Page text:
Sustainability can sometimes be perceived as a constraint rather than a responsibility. But it is in the interest of the Irish seafood sector to ensure that there are always fish to catch and farm. We need to ensure that future generations of children and grandchildren can always make a living from Irish seafood. Protecting our natural environment – which supports seafood – will sustain the sector for the long term. These two outcomes are not opposed; they are intrinsically linked. BIM will continue to work with the Irish seafood sector to help them to access the potential offered by working in a sustainable way. Collaboration and cooperation with partners such as the Marine Institute will be key to achieving this goal.
Develop a unified sustainability standard
BIM will lead the sector in a campaign of reasserting the sustainability credentials of Irish seafood. Building on the foundation of existing programmes, we will develop and promote a single sustainability and quality standard for all Irish seafood. This standard will respect the needs of the sector, meet the desires and concerns of the consumer, and help protect the marine environment. By the end of our five-year plan, this standard will have been defined, created, and communicated to consumers.
Reduce and re-use waste
Catching, farming, and processing seafood inevitably leads to waste. BIM will collaborate with the sector, at every stage in the production chain, to better manage this waste. Our aim is to minimise or eliminate where possible, to reduce or mitigate, or to find uses and applications for by-products which have the potential to become products, ingredients, or raw materials. We will help the Irish seafood sector to explore the economic potential of waste, rather than see it as cost-intensive problem. Finally, we want to ensure that the seafood sector continues to protect the natural environment.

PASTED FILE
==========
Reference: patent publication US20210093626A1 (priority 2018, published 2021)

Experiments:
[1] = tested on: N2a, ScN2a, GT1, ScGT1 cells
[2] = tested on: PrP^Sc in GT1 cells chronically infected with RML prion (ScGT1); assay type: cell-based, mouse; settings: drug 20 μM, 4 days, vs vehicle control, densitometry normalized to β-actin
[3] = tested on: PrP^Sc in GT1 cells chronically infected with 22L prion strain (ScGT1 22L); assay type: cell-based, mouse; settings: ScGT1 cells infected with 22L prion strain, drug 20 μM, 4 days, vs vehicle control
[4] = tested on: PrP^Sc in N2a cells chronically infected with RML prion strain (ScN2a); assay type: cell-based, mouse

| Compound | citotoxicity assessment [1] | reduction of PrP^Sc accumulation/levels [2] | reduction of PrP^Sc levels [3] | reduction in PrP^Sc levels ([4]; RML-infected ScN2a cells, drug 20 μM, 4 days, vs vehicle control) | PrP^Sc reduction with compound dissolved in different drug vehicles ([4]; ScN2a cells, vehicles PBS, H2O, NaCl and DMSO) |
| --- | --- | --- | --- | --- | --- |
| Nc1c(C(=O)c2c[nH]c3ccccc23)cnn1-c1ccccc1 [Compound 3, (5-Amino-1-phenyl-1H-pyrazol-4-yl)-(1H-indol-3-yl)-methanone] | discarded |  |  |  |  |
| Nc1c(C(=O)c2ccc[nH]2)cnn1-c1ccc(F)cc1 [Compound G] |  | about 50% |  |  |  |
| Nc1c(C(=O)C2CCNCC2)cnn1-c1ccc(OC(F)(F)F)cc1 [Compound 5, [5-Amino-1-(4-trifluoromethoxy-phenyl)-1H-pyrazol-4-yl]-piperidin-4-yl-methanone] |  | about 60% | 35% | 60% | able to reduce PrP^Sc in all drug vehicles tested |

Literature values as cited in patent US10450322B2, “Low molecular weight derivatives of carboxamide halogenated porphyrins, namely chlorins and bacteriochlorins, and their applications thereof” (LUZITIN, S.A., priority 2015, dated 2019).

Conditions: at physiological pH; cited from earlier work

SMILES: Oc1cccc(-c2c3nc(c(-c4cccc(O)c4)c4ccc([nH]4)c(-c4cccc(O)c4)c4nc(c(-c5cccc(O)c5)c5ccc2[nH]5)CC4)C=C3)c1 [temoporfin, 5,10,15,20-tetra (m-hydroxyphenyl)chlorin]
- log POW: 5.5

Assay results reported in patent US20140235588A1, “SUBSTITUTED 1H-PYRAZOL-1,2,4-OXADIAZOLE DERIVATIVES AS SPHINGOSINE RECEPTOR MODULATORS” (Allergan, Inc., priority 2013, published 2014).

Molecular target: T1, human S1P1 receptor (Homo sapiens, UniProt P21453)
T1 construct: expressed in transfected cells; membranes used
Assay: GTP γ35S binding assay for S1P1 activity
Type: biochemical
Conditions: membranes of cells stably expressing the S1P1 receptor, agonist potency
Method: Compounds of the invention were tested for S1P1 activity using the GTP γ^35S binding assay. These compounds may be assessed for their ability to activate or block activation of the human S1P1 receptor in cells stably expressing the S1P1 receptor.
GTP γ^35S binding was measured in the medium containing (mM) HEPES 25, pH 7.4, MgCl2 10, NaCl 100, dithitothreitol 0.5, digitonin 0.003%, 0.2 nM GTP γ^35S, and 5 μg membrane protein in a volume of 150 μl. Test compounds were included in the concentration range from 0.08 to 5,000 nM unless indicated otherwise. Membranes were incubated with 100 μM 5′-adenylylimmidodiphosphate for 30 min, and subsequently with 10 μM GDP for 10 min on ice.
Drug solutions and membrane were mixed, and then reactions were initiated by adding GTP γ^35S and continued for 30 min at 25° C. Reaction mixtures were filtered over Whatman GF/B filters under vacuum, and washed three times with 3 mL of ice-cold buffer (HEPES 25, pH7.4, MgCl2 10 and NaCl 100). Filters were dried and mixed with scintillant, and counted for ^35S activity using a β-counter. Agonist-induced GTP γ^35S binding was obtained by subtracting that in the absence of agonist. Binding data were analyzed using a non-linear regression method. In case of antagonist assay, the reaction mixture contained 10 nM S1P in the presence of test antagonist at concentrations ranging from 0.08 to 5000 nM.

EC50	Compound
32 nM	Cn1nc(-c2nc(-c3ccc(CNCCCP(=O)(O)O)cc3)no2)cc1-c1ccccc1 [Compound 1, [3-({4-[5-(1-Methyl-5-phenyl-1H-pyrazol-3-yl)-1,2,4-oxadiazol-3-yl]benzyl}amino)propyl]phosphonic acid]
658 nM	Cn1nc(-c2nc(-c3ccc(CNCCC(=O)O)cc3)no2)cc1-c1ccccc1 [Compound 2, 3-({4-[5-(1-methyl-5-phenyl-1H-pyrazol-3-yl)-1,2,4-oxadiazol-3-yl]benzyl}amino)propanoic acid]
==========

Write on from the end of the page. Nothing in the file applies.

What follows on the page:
Respond to climate change
The Irish seafood sector needs to know more about the anticipated impacts of climate change. They need to learn about its long-term effect on the viability of some activities, and the potential impact this will have on livelihoods. This is a community experienced in dealing with challenge, and in finding the strength to respond together to adversity. But they need the help of BIM and partner agencies to get the information, support and responses that are now required.
BIM will help the sector adapt to the unavoidable impacts of climate change, and to reduce the impacts of those changes we can mitigate together. We will do this with an approach that is innovative, practical and action oriented. The scope of response needed for this scale of challenge must be embraced with ambition. By 2026, we will have helped the Irish seafood sector develop a comprehensive range of climate change responses.
Protect and restore biodiversity
To reflect all the above objectives, BIM will develop and activate solutions in response to biodiversity loss. We will do this by working together with the sector, and with local, national and EU sources of knowledge and funding.